Saturday, February 26, 2005

BMTC’s ‘safe route’ faces roadblocks

BMTC’s ‘safe route’ faces roadblocks

After a grand launch, the BMTC has temporarily withdrawn the service but is set to re-introduce it in June.

Deccan Herald

On February 10, the Bangalore Traffic Police launched its most ambitious project - Safe Route to School - at Baldwin Girls High School located on the busy Richmond Road. Six BMTC buses were pressed into service to ferry over 300 students to different parts of the City. A fortnight later, there are no buses standing outside the school at closing time. The security guard claims ignorance, and parents, who have come from far-off places like Banaswadi and BTM Layout to pick up their wards, are clueless about such a service.

Back in June

As it turns out, the Bangalore Traffic Police has withdrawn the BMTC service “temporarily” to the school following a lukewarm response from the students and parents. The service will be reintroduced in June, at the beginning of the new academic year. More schools will be targetted under the project, says DCP (East- traffic) M A Saleem. “Most students are now travelling by private buses under contract basis. But these contracts will end in March at the close of the academic year. We will take over when the new session begins, and we are certain of a good response,” adds Mr Saleem.

Presently, the BMTC has deployed 230 buses that caters to 34 schools. But under the Safe Route to School project, it is willing to offer more buses based on the needs of each school. The objective, according to BMTC Managing Director Upendra Tripathi, is not only to ensure safety of students, but also to decongest the roads.

However, not many parents are keen to take up the offer. Chitra, parent of a Baldwin School student, dismisses the whole project as hype. “I read about it in the newspapers, but when I went to the school administration to find out the details, they didn’t know anything. As information is not being channelised properly, it fails to help parents like us who have to travel from distant places,” she rues. Sricharan, another parent, believes that this BMTC project will bring relief only to the select few who stay close to pick-up points. “I would rather choose a private vehicle which offers door-to-door service,” says Sricharan, a resident of BTM Layout.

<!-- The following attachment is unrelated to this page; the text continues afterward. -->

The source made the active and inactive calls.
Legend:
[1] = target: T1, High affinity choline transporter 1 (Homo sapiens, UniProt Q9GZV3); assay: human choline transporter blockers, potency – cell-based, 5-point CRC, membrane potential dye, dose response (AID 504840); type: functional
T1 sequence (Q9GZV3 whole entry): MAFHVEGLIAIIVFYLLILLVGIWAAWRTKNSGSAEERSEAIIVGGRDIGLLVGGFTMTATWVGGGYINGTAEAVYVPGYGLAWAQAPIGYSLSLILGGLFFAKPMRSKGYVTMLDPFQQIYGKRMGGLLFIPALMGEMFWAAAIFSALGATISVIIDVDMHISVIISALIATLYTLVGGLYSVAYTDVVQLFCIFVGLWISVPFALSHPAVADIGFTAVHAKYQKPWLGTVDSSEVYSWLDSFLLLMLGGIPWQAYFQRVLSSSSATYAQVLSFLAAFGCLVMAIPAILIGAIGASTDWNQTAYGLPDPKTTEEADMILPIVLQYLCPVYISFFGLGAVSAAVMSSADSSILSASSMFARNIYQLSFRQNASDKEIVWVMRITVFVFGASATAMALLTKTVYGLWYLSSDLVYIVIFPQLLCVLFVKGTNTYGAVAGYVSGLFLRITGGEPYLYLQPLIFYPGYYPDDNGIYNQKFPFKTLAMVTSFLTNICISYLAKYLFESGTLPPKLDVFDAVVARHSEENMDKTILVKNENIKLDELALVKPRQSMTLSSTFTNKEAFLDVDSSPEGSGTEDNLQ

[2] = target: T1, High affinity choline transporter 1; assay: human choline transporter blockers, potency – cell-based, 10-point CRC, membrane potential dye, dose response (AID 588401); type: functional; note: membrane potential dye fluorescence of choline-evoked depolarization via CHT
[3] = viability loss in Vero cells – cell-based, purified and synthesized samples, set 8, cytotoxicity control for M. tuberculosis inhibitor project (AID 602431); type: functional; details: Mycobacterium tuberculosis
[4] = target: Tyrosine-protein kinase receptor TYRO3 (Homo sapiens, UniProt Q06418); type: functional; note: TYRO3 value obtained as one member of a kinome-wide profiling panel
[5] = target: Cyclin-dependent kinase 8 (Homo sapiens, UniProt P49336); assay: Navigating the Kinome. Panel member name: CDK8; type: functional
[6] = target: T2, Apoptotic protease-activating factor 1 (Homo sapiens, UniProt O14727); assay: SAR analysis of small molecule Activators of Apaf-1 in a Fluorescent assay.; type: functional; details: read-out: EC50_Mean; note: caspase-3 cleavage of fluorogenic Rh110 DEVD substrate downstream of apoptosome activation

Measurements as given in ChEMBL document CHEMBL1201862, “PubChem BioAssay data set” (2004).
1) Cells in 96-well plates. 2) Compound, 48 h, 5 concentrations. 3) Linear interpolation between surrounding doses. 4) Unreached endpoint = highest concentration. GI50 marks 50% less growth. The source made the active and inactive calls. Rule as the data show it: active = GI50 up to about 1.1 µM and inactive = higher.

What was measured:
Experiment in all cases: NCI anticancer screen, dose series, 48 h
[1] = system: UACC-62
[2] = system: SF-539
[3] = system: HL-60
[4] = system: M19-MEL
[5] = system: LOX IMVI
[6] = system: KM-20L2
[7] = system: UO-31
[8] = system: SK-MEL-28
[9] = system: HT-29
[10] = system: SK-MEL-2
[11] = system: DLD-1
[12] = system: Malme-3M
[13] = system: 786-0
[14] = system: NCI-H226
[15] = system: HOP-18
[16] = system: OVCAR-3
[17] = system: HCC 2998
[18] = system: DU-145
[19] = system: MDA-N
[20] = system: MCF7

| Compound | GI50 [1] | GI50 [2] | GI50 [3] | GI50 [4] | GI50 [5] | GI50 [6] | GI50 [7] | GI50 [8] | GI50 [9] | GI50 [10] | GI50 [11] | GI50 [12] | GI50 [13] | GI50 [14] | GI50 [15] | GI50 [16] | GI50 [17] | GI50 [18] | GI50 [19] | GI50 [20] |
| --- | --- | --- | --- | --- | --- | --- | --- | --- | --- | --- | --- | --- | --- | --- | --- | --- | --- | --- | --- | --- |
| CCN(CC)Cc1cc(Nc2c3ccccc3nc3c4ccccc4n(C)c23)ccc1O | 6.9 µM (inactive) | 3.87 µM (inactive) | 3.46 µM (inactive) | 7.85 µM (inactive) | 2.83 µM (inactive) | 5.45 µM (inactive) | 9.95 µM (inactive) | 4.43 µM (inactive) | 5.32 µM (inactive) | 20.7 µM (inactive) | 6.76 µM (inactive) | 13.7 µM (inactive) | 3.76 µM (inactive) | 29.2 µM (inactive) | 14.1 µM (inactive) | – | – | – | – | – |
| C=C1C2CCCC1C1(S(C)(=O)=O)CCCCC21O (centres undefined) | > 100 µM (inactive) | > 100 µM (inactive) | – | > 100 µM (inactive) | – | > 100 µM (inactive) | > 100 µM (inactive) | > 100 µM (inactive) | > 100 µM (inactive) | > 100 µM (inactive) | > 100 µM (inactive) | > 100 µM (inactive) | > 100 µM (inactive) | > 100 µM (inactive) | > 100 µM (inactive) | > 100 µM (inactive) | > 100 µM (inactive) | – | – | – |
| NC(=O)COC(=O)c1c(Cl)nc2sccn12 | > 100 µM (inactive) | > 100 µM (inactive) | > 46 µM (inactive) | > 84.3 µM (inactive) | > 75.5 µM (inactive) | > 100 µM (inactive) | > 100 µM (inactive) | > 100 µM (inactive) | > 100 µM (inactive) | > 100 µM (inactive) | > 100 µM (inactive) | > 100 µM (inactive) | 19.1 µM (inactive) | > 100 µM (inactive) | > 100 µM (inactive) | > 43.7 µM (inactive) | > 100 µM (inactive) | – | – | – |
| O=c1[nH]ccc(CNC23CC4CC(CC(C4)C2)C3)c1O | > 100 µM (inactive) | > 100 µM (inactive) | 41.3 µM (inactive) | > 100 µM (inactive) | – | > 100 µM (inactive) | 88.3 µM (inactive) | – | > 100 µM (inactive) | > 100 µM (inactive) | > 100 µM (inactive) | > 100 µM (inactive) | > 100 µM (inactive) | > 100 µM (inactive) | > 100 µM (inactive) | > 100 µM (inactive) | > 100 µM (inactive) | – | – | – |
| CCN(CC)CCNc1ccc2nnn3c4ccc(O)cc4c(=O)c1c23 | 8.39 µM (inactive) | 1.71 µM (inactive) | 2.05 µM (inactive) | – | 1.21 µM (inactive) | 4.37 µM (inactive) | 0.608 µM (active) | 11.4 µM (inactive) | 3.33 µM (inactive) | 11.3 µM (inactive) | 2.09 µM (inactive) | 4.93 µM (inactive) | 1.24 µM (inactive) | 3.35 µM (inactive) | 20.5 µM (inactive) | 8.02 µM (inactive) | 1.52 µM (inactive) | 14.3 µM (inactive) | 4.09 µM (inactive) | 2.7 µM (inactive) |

Mixed opinions

As for the issue of safety, the opinions are mixed. Following an accident of a BMTC bus ferrying school students of Bishop Cotton Girls School on Thursday, Parveen, mother of a Class I student of Baldwin School, accuses the BMTC bus drivers of rash driving and lack of accountability. “I can never send my children in these buses,” she says. Contradicts Bhubhaneshwari, another parent: “Children are safer in heavy vehicles than a two-wheeler. If those students were on a two-wheeler, the accident would certainly have turned fatal.”

As for the students, bus service would only mean longer hours. “Those who stay far will be picked up first and dropped last by these buses. This would be a waste of time,” points out Abhishek of Stracey Memorial School.

Schools can decide the number of BMTC buses required
Schools will chart the bus route
Schools will mark the pick-up and drop points
BMTC will display the name of the school on its board


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